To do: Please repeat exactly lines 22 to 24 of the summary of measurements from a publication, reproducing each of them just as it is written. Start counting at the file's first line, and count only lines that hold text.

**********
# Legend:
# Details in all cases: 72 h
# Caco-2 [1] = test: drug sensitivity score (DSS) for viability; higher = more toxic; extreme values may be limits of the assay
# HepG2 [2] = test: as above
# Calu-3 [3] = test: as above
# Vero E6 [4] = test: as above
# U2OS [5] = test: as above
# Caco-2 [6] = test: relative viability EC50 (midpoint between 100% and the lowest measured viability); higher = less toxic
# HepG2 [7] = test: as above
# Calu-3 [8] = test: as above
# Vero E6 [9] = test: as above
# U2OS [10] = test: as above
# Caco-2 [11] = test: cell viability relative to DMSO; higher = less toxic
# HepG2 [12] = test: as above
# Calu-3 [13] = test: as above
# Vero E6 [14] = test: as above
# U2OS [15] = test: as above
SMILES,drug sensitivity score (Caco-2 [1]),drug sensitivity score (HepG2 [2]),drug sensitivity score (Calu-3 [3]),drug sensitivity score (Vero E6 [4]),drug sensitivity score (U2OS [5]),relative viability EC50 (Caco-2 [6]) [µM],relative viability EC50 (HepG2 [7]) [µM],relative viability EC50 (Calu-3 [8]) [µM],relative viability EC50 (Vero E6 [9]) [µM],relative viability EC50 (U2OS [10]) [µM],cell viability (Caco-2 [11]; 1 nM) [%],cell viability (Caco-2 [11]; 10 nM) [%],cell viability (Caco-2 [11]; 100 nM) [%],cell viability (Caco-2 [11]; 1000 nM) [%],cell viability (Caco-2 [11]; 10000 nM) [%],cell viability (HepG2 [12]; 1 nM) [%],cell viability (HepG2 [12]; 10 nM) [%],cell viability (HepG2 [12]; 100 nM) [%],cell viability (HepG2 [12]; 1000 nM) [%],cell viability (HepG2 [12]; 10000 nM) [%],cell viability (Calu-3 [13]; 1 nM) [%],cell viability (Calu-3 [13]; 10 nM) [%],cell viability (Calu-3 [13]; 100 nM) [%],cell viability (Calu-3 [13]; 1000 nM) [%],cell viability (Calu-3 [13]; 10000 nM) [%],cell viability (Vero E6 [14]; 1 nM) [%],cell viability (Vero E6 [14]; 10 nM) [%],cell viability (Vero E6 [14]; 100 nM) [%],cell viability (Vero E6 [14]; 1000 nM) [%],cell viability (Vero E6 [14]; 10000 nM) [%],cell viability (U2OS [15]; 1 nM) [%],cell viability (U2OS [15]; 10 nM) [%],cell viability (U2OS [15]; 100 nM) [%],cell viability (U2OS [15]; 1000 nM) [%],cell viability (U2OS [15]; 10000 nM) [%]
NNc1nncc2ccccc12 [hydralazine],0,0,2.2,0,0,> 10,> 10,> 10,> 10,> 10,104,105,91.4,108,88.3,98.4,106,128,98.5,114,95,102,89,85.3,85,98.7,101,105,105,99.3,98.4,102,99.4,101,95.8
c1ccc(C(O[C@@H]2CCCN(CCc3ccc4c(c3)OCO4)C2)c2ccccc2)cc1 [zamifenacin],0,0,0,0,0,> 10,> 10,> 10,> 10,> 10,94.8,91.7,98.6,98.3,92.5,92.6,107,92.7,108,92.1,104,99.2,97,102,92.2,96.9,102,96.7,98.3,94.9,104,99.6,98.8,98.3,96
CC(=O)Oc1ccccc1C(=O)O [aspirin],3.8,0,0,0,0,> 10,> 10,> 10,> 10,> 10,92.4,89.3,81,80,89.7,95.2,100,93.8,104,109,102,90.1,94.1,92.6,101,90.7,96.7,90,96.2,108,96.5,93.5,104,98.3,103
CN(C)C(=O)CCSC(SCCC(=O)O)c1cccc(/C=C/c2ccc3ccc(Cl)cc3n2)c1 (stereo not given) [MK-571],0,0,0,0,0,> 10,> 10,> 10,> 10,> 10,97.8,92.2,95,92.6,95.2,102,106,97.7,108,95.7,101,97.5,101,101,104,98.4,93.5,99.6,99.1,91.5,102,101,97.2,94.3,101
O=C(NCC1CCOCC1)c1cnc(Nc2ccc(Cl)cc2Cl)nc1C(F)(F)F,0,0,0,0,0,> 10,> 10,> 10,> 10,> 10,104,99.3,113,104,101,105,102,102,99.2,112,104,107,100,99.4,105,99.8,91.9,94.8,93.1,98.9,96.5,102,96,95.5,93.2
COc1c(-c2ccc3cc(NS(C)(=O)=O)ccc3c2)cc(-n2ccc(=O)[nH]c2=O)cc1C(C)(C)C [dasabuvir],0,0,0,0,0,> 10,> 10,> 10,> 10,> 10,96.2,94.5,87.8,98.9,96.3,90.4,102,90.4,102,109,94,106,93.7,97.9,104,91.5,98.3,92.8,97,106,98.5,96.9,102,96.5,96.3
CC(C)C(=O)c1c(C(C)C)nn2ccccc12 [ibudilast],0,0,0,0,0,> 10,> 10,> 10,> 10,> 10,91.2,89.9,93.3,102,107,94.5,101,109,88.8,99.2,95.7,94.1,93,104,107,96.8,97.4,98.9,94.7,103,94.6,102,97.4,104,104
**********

CN(C)C(=O)CCSC(SCCC(=O)O)c1cccc(/C=C/c2ccc3ccc(Cl)cc3n2)c1 (stereo not given) [MK-571],0,0,0,0,0,> 10,> 10,> 10,> 10,> 10,97.8,92.2,95,92.6,95.2,102,106,97.7,108,95.7,101,97.5,101,101,104,98.4,93.5,99.6,99.1,91.5,102,101,97.2,94.3,101
O=C(NCC1CCOCC1)c1cnc(Nc2ccc(Cl)cc2Cl)nc1C(F)(F)F,0,0,0,0,0,> 10,> 10,> 10,> 10,> 10,104,99.3,113,104,101,105,102,102,99.2,112,104,107,100,99.4,105,99.8,91.9,94.8,93.1,98.9,96.5,102,96,95.5,93.2
COc1c(-c2ccc3cc(NS(C)(=O)=O)ccc3c2)cc(-n2ccc(=O)[nH]c2=O)cc1C(C)(C)C [dasabuvir],0,0,0,0,0,> 10,> 10,> 10,> 10,> 10,96.2,94.5,87.8,98.9,96.3,90.4,102,90.4,102,109,94,106,93.7,97.9,104,91.5,98.3,92.8,97,106,98.5,96.9,102,96.5,96.3